Smuggling in free ports probed
THE government yesterday vowed to curb rampant smuggling in the country’s free ports to plug tax leakages that could endanger the country’s fiscal consolidation program.
Finance Secretary Margarito Teves said in a statement that the Department of Finance would oversees several administrative measures being implemented by the Bureau of Customs to eliminate smuggling in major free ports such as Subic bay Freeport and clark Special Economic Zone.
“We are currently implementing several administrative measures to curb smuggling through the country’s free port’s,” Teves said
He said the government was set to pilot test next month the much delayed fuel marking technology at Subic, Clark and the Batangas port to ensure that proper taxes and duties were paid on oil imports.
The finance department mandated the marking of imported kerosene and fuel oils on Aug.15 in the three ports.
The marking of all kerosene and all diesel oil subject to zero exercise tax will be implemented in other ports through a nationwide roll-our to properly identify and track fuel oils shipped into the Philippines.
Teves said the department also issued an order tightening the monitoring o importations and grant of tax privileges to enterprises through the sharing of information between Customs and administrators of free ports as well as other special economic zones.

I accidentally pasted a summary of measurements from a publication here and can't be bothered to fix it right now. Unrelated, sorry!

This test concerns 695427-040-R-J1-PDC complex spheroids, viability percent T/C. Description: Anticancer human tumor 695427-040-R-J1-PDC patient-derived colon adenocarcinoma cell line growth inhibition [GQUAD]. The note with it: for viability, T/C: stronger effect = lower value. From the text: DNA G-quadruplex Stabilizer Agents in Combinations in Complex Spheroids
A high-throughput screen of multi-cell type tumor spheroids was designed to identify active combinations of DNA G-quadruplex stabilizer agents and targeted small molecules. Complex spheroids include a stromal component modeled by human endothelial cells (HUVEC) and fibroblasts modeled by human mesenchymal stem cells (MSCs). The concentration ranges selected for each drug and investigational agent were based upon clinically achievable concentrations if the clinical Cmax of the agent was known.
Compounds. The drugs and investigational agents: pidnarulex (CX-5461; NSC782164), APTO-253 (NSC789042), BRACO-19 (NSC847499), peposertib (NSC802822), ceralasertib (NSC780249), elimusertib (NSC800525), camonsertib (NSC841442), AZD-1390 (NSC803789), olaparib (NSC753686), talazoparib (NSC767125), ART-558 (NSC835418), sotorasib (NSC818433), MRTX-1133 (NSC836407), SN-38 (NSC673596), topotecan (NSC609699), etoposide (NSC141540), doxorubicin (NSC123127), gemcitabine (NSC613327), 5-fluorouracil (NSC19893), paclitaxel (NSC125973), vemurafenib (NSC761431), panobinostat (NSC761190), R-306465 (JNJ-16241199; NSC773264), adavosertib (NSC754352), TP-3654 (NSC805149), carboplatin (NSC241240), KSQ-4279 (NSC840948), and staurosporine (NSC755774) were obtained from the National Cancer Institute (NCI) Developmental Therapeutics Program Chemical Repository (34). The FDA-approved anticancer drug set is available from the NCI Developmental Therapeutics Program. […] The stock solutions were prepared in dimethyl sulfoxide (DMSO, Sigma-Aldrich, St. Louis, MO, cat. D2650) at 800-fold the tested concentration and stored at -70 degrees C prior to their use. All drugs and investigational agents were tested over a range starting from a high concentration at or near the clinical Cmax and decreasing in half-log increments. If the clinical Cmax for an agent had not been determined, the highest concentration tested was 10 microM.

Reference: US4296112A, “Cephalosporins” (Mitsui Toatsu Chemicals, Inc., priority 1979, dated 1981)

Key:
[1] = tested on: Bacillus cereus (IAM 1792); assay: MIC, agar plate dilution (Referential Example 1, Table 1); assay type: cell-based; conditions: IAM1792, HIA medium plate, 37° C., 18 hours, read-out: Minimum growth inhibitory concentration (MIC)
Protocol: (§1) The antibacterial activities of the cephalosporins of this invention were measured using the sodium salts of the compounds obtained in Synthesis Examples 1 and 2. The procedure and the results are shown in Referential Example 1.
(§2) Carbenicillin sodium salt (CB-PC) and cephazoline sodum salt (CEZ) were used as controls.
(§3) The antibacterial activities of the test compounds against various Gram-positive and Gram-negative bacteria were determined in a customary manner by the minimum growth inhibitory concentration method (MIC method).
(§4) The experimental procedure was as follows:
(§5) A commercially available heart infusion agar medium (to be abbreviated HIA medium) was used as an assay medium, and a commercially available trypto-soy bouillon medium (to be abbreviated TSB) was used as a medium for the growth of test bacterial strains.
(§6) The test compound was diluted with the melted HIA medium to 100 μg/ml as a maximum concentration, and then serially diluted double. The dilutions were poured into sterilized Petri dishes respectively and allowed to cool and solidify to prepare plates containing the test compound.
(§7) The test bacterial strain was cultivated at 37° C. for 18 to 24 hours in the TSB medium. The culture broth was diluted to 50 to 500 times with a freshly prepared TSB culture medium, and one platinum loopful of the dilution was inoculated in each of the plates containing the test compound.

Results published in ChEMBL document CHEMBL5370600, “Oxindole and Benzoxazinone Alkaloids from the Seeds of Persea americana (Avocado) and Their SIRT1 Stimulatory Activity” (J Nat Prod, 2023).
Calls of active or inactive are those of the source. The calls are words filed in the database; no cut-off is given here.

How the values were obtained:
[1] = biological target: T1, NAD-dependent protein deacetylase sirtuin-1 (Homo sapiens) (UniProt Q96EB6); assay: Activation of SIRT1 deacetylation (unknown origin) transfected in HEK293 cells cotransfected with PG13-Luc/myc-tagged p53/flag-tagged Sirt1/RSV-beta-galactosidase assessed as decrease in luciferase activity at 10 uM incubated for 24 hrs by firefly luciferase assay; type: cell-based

He added that Customs signed a memorandum of agreement with Subic Bay Metropolitan Authority for closer coordination of importations made by locators inside the former US military naval base.
The finance chief said Customs had started conducting post-entry audit on imported cigarettes, alcohol products and motor vehicles.
He said Customs had imposed a morotarium on the accreditation of customs bonded warehouse due to reports that they were being used as conduits to smuggling activities.
Customs aims to collect P254.5 billion this year, or 21 percent higher than last year’s P210.5 billion. The agency missed its P228.2-billion after collections grew old by 6.2 percent from P198.2 billion in 2006.
The administration of President Gloria Macapagal Arroyo is at the tail-end of a fiscal consolidation program aimed at achieving a balanced budget this year, or two years earlier than the original 2010 schedule under the Medium Term Philippine Development Plan.
Buoyed by the recode p90.6-billion proceeds from privatization the government trimmed the budget deficit to a record P9.4 billion, or 0.1 percent of gross domestic product, from 64.8 billion or 1.1 percent of the GDP.